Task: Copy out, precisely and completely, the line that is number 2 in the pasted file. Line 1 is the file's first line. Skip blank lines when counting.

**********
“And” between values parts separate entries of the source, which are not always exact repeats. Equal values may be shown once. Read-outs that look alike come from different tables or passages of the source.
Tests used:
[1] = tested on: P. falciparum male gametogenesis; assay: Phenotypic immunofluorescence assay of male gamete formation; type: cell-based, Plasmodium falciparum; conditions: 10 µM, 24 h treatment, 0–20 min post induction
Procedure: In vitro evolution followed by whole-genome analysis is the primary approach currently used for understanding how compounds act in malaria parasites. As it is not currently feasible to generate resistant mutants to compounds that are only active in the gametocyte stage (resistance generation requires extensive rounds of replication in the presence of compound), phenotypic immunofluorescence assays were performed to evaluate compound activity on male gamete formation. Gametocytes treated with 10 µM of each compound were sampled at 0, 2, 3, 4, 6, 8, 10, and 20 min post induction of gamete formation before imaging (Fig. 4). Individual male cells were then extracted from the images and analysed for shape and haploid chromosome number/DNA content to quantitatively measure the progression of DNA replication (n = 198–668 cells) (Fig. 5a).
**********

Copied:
Tests used: